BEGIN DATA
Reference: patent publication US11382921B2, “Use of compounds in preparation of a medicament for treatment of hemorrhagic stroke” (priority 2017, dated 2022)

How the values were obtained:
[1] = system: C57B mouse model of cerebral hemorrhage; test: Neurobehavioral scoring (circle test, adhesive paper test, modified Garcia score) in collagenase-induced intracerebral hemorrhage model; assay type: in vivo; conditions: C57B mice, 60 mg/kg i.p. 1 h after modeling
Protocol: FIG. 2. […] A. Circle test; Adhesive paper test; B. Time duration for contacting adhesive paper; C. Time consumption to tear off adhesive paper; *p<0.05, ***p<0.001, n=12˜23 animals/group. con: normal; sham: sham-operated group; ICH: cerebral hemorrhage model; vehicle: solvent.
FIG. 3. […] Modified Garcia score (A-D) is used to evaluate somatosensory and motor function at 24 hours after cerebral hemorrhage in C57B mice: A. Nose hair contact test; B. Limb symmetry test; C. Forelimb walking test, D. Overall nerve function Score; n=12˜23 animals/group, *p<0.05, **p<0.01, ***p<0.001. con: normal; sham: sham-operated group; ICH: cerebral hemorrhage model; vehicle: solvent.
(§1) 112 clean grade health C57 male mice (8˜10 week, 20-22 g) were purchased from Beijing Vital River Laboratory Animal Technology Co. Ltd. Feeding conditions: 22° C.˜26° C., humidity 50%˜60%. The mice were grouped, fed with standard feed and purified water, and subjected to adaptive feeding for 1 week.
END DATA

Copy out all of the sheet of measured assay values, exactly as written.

Reference: patent publication US11382921B2, “Use of compounds in preparation of a medicament for treatment of hemorrhagic stroke” (priority 2017, dated 2022)

How the values were obtained:
[1] = system: C57B mouse model of cerebral hemorrhage; test: Neurobehavioral scoring (circle test, adhesive paper test, modified Garcia score) in collagenase-induced intracerebral hemorrhage model; assay type: in vivo; conditions: C57B mice, 60 mg/kg i.p. 1 h after modeling
Protocol: FIG. 2. […] A. Circle test; Adhesive paper test; B. Time duration for contacting adhesive paper; C. Time consumption to tear off adhesive paper; *p<0.05, ***p<0.001, n=12˜23 animals/group. con: normal; sham: sham-operated group; ICH: cerebral hemorrhage model; vehicle: solvent.
FIG. 3. […] Modified Garcia score (A-D) is used to evaluate somatosensory and motor function at 24 hours after cerebral hemorrhage in C57B mice: A. Nose hair contact test; B. Limb symmetry test; C. Forelimb walking test, D. Overall nerve function Score; n=12˜23 animals/group, *p<0.05, **p<0.01, ***p<0.001. con: normal; sham: sham-operated group; ICH: cerebral hemorrhage model; vehicle: solvent.
(§1) 112 clean grade health C57 male mice (8˜10 week, 20-22 g) were purchased from Beijing Vital River Laboratory Animal Technology Co. Ltd. Feeding conditions: 22° C.˜26° C., humidity 50%˜60%. The mice were grouped, fed with standard feed and purified water, and subjected to adaptive feeding for 1 week.